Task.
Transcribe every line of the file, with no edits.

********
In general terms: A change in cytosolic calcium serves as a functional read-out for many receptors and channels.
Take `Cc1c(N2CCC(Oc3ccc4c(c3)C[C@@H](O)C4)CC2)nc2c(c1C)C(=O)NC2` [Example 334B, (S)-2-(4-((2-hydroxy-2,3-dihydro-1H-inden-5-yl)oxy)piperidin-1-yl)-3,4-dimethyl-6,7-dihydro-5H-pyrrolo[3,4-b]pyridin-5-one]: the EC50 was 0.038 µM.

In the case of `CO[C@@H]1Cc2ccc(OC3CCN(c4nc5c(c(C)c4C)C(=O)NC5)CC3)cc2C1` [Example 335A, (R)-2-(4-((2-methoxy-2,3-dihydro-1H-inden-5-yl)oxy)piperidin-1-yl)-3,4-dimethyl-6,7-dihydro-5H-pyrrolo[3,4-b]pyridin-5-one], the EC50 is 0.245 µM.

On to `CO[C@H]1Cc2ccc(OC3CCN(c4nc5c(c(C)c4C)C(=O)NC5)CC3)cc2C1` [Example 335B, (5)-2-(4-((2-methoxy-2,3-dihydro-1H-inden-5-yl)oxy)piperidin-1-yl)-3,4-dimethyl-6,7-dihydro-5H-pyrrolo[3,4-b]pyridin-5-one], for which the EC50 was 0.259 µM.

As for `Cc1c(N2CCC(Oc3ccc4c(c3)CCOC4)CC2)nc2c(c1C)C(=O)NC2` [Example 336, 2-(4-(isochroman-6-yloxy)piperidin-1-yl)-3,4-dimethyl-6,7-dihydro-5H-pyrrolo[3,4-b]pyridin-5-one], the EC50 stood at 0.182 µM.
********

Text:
In general terms: A change in cytosolic calcium serves as a functional read-out for many receptors and channels.
Take `Cc1c(N2CCC(Oc3ccc4c(c3)C[C@@H](O)C4)CC2)nc2c(c1C)C(=O)NC2` [Example 334B, (S)-2-(4-((2-hydroxy-2,3-dihydro-1H-inden-5-yl)oxy)piperidin-1-yl)-3,4-dimethyl-6,7-dihydro-5H-pyrrolo[3,4-b]pyridin-5-one]: the EC50 was 0.038 µM.

In the case of `CO[C@@H]1Cc2ccc(OC3CCN(c4nc5c(c(C)c4C)C(=O)NC5)CC3)cc2C1` [Example 335A, (R)-2-(4-((2-methoxy-2,3-dihydro-1H-inden-5-yl)oxy)piperidin-1-yl)-3,4-dimethyl-6,7-dihydro-5H-pyrrolo[3,4-b]pyridin-5-one], the EC50 is 0.245 µM.

On to `CO[C@H]1Cc2ccc(OC3CCN(c4nc5c(c(C)c4C)C(=O)NC5)CC3)cc2C1` [Example 335B, (5)-2-(4-((2-methoxy-2,3-dihydro-1H-inden-5-yl)oxy)piperidin-1-yl)-3,4-dimethyl-6,7-dihydro-5H-pyrrolo[3,4-b]pyridin-5-one], for which the EC50 was 0.259 µM.

As for `Cc1c(N2CCC(Oc3ccc4c(c3)CCOC4)CC2)nc2c(c1C)C(=O)NC2` [Example 336, 2-(4-(isochroman-6-yloxy)piperidin-1-yl)-3,4-dimethyl-6,7-dihydro-5H-pyrrolo[3,4-b]pyridin-5-one], the EC50 stood at 0.182 µM.